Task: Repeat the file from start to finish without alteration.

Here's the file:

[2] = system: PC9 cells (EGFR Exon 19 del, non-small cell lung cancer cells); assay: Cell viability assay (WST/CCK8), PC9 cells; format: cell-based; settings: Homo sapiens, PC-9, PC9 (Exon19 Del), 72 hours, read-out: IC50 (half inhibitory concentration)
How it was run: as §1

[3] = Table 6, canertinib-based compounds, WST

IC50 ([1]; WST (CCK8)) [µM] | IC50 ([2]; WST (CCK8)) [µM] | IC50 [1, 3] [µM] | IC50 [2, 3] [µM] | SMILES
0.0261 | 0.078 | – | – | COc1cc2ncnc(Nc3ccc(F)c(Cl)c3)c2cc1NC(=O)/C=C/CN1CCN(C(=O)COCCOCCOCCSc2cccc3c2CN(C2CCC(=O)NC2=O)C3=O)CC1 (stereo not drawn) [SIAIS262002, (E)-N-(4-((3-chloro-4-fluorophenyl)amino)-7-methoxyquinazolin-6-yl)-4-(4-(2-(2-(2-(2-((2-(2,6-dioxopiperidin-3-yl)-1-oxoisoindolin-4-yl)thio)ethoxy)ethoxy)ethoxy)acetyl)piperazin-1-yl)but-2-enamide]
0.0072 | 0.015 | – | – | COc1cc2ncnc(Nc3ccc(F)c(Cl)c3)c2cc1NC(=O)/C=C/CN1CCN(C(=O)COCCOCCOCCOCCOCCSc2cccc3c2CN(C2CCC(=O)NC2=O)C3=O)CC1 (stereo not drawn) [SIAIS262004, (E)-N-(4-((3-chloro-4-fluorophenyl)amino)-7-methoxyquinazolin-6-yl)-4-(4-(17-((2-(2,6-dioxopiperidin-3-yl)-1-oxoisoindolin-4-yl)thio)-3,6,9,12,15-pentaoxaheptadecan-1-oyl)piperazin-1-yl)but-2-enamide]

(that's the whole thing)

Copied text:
[2] = system: PC9 cells (EGFR Exon 19 del, non-small cell lung cancer cells); assay: Cell viability assay (WST/CCK8), PC9 cells; format: cell-based; settings: Homo sapiens, PC-9, PC9 (Exon19 Del), 72 hours, read-out: IC50 (half inhibitory concentration)
How it was run: as §1

[3] = Table 6, canertinib-based compounds, WST

IC50 ([1]; WST (CCK8)) [µM] | IC50 ([2]; WST (CCK8)) [µM] | IC50 [1, 3] [µM] | IC50 [2, 3] [µM] | SMILES
0.0261 | 0.078 | – | – | COc1cc2ncnc(Nc3ccc(F)c(Cl)c3)c2cc1NC(=O)/C=C/CN1CCN(C(=O)COCCOCCOCCSc2cccc3c2CN(C2CCC(=O)NC2=O)C3=O)CC1 (stereo not drawn) [SIAIS262002, (E)-N-(4-((3-chloro-4-fluorophenyl)amino)-7-methoxyquinazolin-6-yl)-4-(4-(2-(2-(2-(2-((2-(2,6-dioxopiperidin-3-yl)-1-oxoisoindolin-4-yl)thio)ethoxy)ethoxy)ethoxy)acetyl)piperazin-1-yl)but-2-enamide]
0.0072 | 0.015 | – | – | COc1cc2ncnc(Nc3ccc(F)c(Cl)c3)c2cc1NC(=O)/C=C/CN1CCN(C(=O)COCCOCCOCCOCCOCCSc2cccc3c2CN(C2CCC(=O)NC2=O)C3=O)CC1 (stereo not drawn) [SIAIS262004, (E)-N-(4-((3-chloro-4-fluorophenyl)amino)-7-methoxyquinazolin-6-yl)-4-(4-(17-((2-(2,6-dioxopiperidin-3-yl)-1-oxoisoindolin-4-yl)thio)-3,6,9,12,15-pentaoxaheptadecan-1-oyl)piperazin-1-yl)but-2-enamide]